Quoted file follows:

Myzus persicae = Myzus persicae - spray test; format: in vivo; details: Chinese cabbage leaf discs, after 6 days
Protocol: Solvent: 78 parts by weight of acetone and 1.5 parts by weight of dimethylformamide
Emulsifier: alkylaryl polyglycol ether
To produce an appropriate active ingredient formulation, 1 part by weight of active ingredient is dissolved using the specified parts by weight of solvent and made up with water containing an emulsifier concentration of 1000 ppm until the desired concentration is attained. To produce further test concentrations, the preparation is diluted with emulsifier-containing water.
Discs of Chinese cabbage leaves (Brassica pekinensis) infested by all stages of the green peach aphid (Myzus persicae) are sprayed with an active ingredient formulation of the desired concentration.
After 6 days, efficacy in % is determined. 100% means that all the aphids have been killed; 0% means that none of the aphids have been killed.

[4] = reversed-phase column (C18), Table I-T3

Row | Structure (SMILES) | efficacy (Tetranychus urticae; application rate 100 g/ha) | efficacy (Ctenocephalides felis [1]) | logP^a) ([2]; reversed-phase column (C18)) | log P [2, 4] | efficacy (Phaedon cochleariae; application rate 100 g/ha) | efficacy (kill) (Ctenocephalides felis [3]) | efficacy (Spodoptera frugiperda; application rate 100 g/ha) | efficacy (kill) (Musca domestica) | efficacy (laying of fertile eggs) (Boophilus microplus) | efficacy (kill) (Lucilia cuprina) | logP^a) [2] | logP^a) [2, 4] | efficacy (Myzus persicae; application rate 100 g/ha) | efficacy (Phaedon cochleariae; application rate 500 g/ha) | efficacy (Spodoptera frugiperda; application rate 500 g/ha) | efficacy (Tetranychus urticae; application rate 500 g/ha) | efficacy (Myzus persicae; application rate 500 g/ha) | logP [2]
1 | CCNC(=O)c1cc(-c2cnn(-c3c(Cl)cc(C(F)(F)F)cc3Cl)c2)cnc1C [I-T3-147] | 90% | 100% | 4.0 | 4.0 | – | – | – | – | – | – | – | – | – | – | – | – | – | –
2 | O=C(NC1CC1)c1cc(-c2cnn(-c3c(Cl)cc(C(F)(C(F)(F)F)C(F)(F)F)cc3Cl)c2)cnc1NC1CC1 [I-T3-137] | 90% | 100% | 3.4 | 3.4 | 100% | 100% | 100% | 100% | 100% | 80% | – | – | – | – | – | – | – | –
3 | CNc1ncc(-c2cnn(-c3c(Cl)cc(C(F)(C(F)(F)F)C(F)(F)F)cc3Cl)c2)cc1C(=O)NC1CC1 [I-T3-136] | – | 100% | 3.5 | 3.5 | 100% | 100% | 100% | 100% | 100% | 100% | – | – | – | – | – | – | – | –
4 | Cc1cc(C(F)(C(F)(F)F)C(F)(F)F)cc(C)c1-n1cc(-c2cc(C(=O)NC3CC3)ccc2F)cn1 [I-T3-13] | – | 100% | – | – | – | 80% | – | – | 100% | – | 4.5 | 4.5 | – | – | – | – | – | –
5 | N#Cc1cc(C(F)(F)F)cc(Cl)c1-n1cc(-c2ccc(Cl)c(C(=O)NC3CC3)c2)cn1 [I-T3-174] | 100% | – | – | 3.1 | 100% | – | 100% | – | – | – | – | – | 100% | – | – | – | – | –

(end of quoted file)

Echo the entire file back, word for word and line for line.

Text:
Myzus persicae = Myzus persicae - spray test; format: in vivo; details: Chinese cabbage leaf discs, after 6 days
Protocol: Solvent: 78 parts by weight of acetone and 1.5 parts by weight of dimethylformamide
Emulsifier: alkylaryl polyglycol ether
To produce an appropriate active ingredient formulation, 1 part by weight of active ingredient is dissolved using the specified parts by weight of solvent and made up with water containing an emulsifier concentration of 1000 ppm until the desired concentration is attained. To produce further test concentrations, the preparation is diluted with emulsifier-containing water.
Discs of Chinese cabbage leaves (Brassica pekinensis) infested by all stages of the green peach aphid (Myzus persicae) are sprayed with an active ingredient formulation of the desired concentration.
After 6 days, efficacy in % is determined. 100% means that all the aphids have been killed; 0% means that none of the aphids have been killed.

[4] = reversed-phase column (C18), Table I-T3

Row | Structure (SMILES) | efficacy (Tetranychus urticae; application rate 100 g/ha) | efficacy (Ctenocephalides felis [1]) | logP^a) ([2]; reversed-phase column (C18)) | log P [2, 4] | efficacy (Phaedon cochleariae; application rate 100 g/ha) | efficacy (kill) (Ctenocephalides felis [3]) | efficacy (Spodoptera frugiperda; application rate 100 g/ha) | efficacy (kill) (Musca domestica) | efficacy (laying of fertile eggs) (Boophilus microplus) | efficacy (kill) (Lucilia cuprina) | logP^a) [2] | logP^a) [2, 4] | efficacy (Myzus persicae; application rate 100 g/ha) | efficacy (Phaedon cochleariae; application rate 500 g/ha) | efficacy (Spodoptera frugiperda; application rate 500 g/ha) | efficacy (Tetranychus urticae; application rate 500 g/ha) | efficacy (Myzus persicae; application rate 500 g/ha) | logP [2]
1 | CCNC(=O)c1cc(-c2cnn(-c3c(Cl)cc(C(F)(F)F)cc3Cl)c2)cnc1C [I-T3-147] | 90% | 100% | 4.0 | 4.0 | – | – | – | – | – | – | – | – | – | – | – | – | – | –
2 | O=C(NC1CC1)c1cc(-c2cnn(-c3c(Cl)cc(C(F)(C(F)(F)F)C(F)(F)F)cc3Cl)c2)cnc1NC1CC1 [I-T3-137] | 90% | 100% | 3.4 | 3.4 | 100% | 100% | 100% | 100% | 100% | 80% | – | – | – | – | – | – | – | –
3 | CNc1ncc(-c2cnn(-c3c(Cl)cc(C(F)(C(F)(F)F)C(F)(F)F)cc3Cl)c2)cc1C(=O)NC1CC1 [I-T3-136] | – | 100% | 3.5 | 3.5 | 100% | 100% | 100% | 100% | 100% | 100% | – | – | – | – | – | – | – | –
4 | Cc1cc(C(F)(C(F)(F)F)C(F)(F)F)cc(C)c1-n1cc(-c2cc(C(=O)NC3CC3)ccc2F)cn1 [I-T3-13] | – | 100% | – | – | – | 80% | – | – | 100% | – | 4.5 | 4.5 | – | – | – | – | – | –
5 | N#Cc1cc(C(F)(F)F)cc(Cl)c1-n1cc(-c2ccc(Cl)c(C(=O)NC3CC3)c2)cn1 [I-T3-174] | 100% | – | – | 3.1 | 100% | – | 100% | – | – | – | – | – | 100% | – | – | – | – | –